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Going, going, gone! All reefs could die in 20 years


Devastation. That’s how marine experts here predict the future of coral. 

A study carried out in the United States claims in just 20 years’ time, the overall health of reefs will be severely compromised.  

Scientists at the National Oceanic and Atmospheric Administration say global warming is taking such a toll, coral reefs could disappear in just two decades.  

“I’m concerned because we could very well see bleaching return to Florida, parts of the Caribbean and Hawaii,” Mark Eakin, a coral reef specialist at NOAA, said.  

“It won’t be as severe as 2015, but we’ve now moved into a general pattern where warmer than normal temperatures are the new normal.  

“We are looking at the loss or at least severe degradation of most reefs in the coming decades.” 

The Central Caribbean Marine Institute in Little Cayman believes bleaching is just one of many problems. 

Director Dr. Carrie Manfrino said: “Of even greater concern is that we set international sustainable development goals that are inadequate to prevent the devastation of the world’s coral reefs.  

“For example, the UN established fantastic Sustainable Development Goals for the planet but is recommending that we protect only 10 percent of the ocean.” 

Their study of a site in Little Cayman actually showed coral growth, and in some cases, new coral forming.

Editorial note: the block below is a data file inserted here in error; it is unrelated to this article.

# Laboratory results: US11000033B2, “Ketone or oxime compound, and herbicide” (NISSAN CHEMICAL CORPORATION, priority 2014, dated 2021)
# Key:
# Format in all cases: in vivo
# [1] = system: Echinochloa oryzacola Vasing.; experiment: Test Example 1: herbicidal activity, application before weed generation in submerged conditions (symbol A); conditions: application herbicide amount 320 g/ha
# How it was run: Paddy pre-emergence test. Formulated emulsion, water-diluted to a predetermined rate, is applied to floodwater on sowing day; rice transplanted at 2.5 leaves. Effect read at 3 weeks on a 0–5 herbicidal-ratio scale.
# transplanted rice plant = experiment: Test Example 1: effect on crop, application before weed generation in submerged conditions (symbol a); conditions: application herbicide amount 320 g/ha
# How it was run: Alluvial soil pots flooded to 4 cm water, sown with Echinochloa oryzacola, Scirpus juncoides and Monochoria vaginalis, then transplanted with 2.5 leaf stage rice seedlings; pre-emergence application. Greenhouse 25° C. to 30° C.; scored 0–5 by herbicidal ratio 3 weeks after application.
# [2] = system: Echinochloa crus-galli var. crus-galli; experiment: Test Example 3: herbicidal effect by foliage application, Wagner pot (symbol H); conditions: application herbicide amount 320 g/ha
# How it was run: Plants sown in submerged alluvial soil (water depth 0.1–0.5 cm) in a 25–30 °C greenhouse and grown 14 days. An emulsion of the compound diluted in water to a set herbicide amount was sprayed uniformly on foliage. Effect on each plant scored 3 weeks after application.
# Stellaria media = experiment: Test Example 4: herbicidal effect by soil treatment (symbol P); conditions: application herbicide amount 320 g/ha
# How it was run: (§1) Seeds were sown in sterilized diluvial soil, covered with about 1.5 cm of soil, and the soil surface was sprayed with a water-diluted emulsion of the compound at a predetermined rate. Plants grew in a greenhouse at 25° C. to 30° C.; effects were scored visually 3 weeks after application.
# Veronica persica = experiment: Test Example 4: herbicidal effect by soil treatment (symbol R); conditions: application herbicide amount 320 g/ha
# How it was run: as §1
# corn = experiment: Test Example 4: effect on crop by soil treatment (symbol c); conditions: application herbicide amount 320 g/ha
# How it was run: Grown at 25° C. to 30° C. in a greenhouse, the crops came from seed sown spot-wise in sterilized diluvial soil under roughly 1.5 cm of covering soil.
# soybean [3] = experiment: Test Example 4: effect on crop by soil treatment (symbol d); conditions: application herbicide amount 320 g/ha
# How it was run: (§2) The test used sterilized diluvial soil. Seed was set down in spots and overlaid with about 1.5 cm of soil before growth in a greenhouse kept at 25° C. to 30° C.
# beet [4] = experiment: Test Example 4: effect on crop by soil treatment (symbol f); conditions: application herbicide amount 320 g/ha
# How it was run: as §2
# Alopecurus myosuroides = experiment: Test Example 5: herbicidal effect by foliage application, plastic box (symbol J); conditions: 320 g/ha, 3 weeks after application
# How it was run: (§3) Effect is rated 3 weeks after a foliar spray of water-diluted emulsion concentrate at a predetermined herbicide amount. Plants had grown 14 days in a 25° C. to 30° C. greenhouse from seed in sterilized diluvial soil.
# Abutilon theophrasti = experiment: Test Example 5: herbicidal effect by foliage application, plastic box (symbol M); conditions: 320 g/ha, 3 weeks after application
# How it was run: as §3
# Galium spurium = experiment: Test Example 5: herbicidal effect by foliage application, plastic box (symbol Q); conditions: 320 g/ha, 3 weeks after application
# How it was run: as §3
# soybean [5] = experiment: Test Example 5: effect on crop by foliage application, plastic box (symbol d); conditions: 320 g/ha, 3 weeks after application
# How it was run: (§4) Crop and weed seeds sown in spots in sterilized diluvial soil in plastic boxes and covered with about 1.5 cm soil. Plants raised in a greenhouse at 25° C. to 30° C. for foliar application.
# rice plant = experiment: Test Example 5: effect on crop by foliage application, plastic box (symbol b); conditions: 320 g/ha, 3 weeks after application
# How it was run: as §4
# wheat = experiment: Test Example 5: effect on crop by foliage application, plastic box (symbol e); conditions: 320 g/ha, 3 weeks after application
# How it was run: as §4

Dr. Manfrino added: “We measured 30-40 percent coral cover, remarkable growth of new corals and some large live coral colonies that are considered EDGE (Ecologically distinct and globally endangered) species.   

“Why are these reefs thriving? To a great extent because local impacts are minimal.” 

If coral reefs disappear, so too would a natural buffer that protects our coasts from waves, storms and floods.”  

If reefs were to disappear, commonly consumed species of grouper and snapper could become just memories. Oysters, clams and other creatures that are vital to many people’s diets would also suffer. And experts say commercial fisheries would fail miserably at meeting demand for seafood. 

“We can protect local coral reefs by expanding marine protected areas, by reducing human impact, this includes all human impact, and certainly by more aggressively reducing global emissions,” added Dr. Manfrino. 

About Paul Kennedy

During a career that spans almost three decades, Paul has covered some of the biggest stories in the world for regional and national newspapers. A multi-award winning journalist and published author, he has worked for the past six years producing television news and documentaries in Cayman. Paul is also the host of a weekly football show. His dream story is to find a dog that can play piano.

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